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Kubernetes 101: Deploy Portainer to a MicroK8s Cluster

With the help of MicroK8s, you can deploy Portainer in such a way as to make managing Kubernetes exponentially easier.
Dec 31st, 2022 6:00am by
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Portainer is a powerhouse container management platform that is not only perfectly at home with Docker deployments but with Kubernetes environments as well. However, as anyone who’s ever dealt with Kubernetes will tell you…it’s hard. Given how many moving pieces are to be had with a Kubernetes cluster, unless you really know what you’re doing, you’ll find managing such an environment can be an absolute nightmare.

Thankfully, there are GUIs like Portainer that go a very long way to simplify your Kubernetes experience. Yes, you still have to have an understanding of how Kubernetes works — you need to know about namespaces, pods, networks, applications, ingresses, and much more. Imagine having a web-based GUI to clear away some of that confusion so you can actually get to the important part…deploying your applications and services.

That’s what Portainer does and with the help of MicroK8s, you can deploy Portainer in such a way as to make managing Kubernetes exponentially easier.

Let me show you how.


To make this work, you’ll need at least three machines running Ubuntu Server 22.04 (because that’s my go-to server distribution). Yes, you can do this on another Linux distribution, but you’ll need to modify the installation procedure. The steps for deploying MicroK8s and Portainer are the same, so once you get beyond the MicroK8s installation, everything here will work as it stands.

Step 1: Install MircoK8s

The first thing we must do is install MicroK8s. There is, however, a trick. Portainer will not work with any version of MicroK8s earlier than 1.24. To add to that issue, I’ve found versions later than 1.24 don’t reliably cluster. Because of that, we’ll install version 1.24 of MicroK8s. Here are the steps.

Edit the Hosts Files

The first thing you’ll want to do is edit the host files on all three machines. To open the file for editing, issue the command:

At the bottom of that file, add the following (making sure to use your IP addresses and hostnames):

Save and close the file. Make sure you edit the hosts file the same way on all three machines.

Change the Hostnames

You’ll also need to change the hostname for each machine. We’ll stick with our convention above. On each machine, you’ll run a command like this:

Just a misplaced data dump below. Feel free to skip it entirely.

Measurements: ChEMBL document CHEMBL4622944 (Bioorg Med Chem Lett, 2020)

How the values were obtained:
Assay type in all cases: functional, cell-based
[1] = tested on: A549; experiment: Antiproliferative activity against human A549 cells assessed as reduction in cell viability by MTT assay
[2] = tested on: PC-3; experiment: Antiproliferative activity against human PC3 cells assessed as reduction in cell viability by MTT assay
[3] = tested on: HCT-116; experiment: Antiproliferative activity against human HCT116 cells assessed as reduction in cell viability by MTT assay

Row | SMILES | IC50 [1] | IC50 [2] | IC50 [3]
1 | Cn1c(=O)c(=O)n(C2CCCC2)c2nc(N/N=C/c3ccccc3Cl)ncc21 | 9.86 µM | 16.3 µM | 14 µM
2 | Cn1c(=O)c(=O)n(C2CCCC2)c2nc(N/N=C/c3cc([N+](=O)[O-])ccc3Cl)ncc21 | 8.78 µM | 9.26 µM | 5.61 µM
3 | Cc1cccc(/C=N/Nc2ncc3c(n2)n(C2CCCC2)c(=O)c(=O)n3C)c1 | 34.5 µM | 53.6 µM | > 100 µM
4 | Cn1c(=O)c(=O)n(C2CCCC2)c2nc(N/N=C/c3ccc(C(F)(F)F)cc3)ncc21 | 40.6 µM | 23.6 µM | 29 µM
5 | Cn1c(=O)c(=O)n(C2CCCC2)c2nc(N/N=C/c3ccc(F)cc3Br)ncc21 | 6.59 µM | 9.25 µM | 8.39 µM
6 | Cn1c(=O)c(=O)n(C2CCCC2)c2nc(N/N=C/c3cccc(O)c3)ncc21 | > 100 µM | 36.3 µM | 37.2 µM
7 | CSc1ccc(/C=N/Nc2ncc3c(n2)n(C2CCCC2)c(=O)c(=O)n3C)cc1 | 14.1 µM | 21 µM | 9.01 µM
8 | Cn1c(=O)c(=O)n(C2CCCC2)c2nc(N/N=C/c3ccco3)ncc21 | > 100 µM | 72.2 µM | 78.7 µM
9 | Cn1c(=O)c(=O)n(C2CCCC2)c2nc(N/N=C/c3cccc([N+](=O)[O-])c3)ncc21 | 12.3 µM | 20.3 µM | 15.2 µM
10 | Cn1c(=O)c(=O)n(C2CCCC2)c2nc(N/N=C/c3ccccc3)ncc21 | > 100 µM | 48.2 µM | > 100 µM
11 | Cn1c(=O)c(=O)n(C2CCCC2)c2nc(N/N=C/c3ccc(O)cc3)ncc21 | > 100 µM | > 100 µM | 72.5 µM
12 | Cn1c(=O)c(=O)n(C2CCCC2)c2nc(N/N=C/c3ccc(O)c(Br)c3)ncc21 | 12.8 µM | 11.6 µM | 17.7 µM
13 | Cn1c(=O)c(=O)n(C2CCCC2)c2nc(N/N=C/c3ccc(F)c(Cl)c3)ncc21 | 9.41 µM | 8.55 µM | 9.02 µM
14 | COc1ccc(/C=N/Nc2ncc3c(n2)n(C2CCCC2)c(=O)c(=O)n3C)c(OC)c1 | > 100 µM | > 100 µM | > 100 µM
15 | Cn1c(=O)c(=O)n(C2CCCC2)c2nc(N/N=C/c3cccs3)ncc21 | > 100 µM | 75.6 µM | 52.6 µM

Do the same thing on each machine, using k8s2, and k8s3 as the other hostnames. Once you’ve done that, log out of each machine and log back in.

Set the Correct Timezone

You will also need to make sure all machines are on the same (correct) timezone. For this, you’ll run a command like this:

Make sure to substitute America/Kentucky/Louisville for your timezone, which can be found with the command:

Install MicroK8s

MicroK8s can be easily installed on Ubuntu Server with snap. On each machine, you’ll issue the command:

Next, add your user to the MicroK8s group with:

Log out and log back in.

Finally, change the ownership of the .kube folder with:

With MicroK8s installed on all three machines, you’re ready to create the cluster.

Cluster Your Machines

On the controller (k8s1), issue the command:

The output will include the join command that you will run on all your nodes. The command will look something like this:

Back on the controller, verify the nodes have successfully joined with the command:

The output should look something like this:

You’re now ready to deploy Portainer to the cluster.

Deploying Portainer to the MicroK8s

On the controller you must first enable a few add-ons, which can be done with the following commands:

Next, you must enable the MicroK8s community repository with the command:

Finally, you can enable Portainer with:

Give Portainer a minute or so to finish deploying. To check on the status of Portainer, issue the following command:

Once Portainer is listed in a running state, open your default web browser and point it to either http://SERVER:30777 or https://SERVER:30799 (where SERVER is the IP address or domain of the hosting server).

Portainer will prompt you to create a new admin user. Once you’ve done that, make sure to select the local environment and you’ll then be greeted by the Portainer Dashboard (Figure 1), clearly showing you have a Kubernetes environment to work with.

Figure 1: Portainer is now ready for your first Kubernetes deployment.

And that’s all there is to deploying the Portainer management platform for a Kubernetes environment. Thanks to MicroK8s, this is a great way to get up to speed with Kubernetes without being overwhelmed by too many commands or the nightmare that can be deploying Kubernetes itself.

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TNS owner Insight Partners is an investor in: Docker.
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